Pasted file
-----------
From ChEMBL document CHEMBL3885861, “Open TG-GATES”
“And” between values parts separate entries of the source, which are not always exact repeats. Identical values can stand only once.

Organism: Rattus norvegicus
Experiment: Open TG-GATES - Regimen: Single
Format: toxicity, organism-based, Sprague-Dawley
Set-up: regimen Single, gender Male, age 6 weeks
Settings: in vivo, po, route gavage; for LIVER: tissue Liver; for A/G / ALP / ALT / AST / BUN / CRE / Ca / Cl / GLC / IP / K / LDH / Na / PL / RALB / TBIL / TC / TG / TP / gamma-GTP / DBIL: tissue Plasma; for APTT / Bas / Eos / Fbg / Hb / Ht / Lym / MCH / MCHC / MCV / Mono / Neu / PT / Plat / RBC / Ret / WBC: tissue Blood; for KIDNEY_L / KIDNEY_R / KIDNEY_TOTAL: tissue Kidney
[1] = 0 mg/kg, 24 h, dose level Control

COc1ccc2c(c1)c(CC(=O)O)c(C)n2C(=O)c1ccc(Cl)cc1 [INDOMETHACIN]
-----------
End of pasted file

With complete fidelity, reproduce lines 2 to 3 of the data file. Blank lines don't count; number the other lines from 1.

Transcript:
“And” between values parts separate entries of the source, which are not always exact repeats. Identical values can stand only once.

Organism: Rattus norvegicus